Thursday 22 March 2018

Gavin wants 'zero tolerance' on racism abuse

Liam Kelly

Liam Kelly

DUBLIN football manager Jim Gavin has condemned the code of silence and the attitude of 'what happens on the pitch should stay on the pitch' in relation to spitting and racism.

Gavin was unequivocal in his abhorrence of players and spectators who descend to spitting and he also has no time for any racist behaviour. In fact, the Dublin boss has called on the GAA to impose mandatory 12-month bans for players or officials, who are found guilty of racism.

He is also happy that the spitting issue has been highlighted this week and doesn't want to see it swept under the carpet under a macho code of misguided 'omerta'.

Leitrim's Emlyn Mulligan and Paul Galvin of Kerry were victims in spitting controversies that made headlines this week.

Galvin admitted he reluctantly went public with a statement in which he alleged he was spat at by a Cookstown player during the recent All-Ireland intermediate club football championship final between Finuge and Cookstown.

The former All Star had not intended to make any comment, but felt he had to respond because video of the incident was put on YouTube.

Tyrone's Owen Mulligan, skipper of Cookstown, said he is a firm believer of 'what happens on the pitch stays on the pitch,' but Gavin does not agree with that view.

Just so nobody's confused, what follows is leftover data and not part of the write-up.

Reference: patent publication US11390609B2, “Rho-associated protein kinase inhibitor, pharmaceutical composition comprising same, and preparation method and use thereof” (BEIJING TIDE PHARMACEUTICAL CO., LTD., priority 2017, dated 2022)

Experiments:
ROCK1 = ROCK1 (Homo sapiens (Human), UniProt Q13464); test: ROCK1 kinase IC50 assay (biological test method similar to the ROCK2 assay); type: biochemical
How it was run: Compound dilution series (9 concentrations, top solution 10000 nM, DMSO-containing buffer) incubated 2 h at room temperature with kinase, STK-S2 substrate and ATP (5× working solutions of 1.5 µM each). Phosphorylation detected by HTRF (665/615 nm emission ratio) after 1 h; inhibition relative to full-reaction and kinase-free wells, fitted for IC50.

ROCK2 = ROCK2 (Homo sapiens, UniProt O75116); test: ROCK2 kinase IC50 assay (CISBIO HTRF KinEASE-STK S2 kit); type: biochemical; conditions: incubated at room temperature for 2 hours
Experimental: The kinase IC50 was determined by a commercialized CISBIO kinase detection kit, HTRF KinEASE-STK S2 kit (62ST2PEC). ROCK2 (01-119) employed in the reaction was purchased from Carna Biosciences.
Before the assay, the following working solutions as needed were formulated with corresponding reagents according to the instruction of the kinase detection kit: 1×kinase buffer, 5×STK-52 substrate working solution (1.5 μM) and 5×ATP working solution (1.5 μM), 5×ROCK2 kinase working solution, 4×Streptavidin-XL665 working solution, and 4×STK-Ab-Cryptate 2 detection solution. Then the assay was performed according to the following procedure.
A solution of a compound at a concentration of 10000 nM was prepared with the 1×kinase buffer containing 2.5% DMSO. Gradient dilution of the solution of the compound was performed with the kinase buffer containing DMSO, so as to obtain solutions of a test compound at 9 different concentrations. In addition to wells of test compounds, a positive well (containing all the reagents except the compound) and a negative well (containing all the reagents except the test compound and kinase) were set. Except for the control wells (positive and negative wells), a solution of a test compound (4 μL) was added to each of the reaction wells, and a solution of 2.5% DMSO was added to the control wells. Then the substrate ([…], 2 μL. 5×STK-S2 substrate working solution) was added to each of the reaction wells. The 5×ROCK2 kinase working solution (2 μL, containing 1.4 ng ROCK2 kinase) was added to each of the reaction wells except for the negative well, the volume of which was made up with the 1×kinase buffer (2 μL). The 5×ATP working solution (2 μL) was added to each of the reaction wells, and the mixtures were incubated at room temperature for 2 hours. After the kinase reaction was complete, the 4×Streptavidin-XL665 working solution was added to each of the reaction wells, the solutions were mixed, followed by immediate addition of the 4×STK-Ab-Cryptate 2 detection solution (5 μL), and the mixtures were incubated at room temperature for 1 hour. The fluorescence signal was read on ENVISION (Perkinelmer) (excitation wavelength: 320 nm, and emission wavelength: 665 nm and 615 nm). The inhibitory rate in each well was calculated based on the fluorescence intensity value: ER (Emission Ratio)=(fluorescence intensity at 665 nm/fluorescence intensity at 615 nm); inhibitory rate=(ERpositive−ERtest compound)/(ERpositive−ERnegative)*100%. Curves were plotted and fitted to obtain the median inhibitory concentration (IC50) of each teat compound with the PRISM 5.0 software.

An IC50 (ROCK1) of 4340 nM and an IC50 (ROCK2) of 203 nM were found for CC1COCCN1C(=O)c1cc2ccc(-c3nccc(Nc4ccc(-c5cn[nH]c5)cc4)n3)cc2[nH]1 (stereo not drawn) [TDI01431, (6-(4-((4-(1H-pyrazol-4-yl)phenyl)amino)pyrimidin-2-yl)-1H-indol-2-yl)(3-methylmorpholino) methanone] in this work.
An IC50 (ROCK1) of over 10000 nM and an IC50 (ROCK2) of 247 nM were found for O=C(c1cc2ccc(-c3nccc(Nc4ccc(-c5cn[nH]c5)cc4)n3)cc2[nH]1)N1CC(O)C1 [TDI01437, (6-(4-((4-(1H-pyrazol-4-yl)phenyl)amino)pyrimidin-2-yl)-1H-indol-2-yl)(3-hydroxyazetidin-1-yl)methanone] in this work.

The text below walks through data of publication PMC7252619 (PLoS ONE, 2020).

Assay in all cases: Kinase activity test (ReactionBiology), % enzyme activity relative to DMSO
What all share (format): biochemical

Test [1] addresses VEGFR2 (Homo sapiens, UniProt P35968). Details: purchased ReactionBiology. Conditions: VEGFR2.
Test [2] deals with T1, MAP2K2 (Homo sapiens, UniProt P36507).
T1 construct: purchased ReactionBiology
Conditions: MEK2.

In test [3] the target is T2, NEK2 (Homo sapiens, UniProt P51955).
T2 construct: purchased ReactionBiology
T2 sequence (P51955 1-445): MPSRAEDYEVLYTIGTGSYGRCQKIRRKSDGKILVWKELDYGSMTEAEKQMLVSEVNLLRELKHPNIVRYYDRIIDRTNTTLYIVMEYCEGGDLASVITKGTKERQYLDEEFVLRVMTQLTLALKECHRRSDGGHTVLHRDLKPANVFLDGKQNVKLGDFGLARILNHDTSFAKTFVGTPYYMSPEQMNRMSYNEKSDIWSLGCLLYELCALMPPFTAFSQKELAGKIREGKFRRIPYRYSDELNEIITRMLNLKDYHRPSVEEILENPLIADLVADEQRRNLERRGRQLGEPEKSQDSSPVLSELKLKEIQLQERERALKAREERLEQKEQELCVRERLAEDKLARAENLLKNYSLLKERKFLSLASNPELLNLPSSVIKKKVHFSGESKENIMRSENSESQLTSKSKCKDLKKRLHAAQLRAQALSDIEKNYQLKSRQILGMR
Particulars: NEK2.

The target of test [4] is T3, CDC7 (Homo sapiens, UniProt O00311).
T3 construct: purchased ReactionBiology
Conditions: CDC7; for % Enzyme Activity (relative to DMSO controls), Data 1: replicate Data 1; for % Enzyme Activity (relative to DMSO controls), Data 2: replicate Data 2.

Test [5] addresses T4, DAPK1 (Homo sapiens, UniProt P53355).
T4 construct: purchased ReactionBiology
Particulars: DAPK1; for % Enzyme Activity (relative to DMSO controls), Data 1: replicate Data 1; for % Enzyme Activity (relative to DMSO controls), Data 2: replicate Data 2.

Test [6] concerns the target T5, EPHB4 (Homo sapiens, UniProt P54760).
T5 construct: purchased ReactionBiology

A member of the Dublin All-Ireland winning side of 1995, Gavin played in an era when big hits were the norm, but he never experienced spitting and doesn't want to see it become a feature of the GAA.

Gavin said: "We hit each other hard, yeah, but you got up and you dusted yourself down.

"It (spitting) is completely unacceptable. There should be a zero tolerance policy on everything from that to racial abuse to sledging. The FAI have a six-month ban for racism. I think we should go further and put it out there for 12 months – a mandatory 12-month ban for any form of racism.

"Across all communities on the island there's people from different cultures and ethnic backgrounds. We need to address the problem and move on.

"What better way to encourage people into the GAA than to have a zero tolerance policy (on racism). Then they could come in here without any fear and they could become true gaels."

Irish Independent

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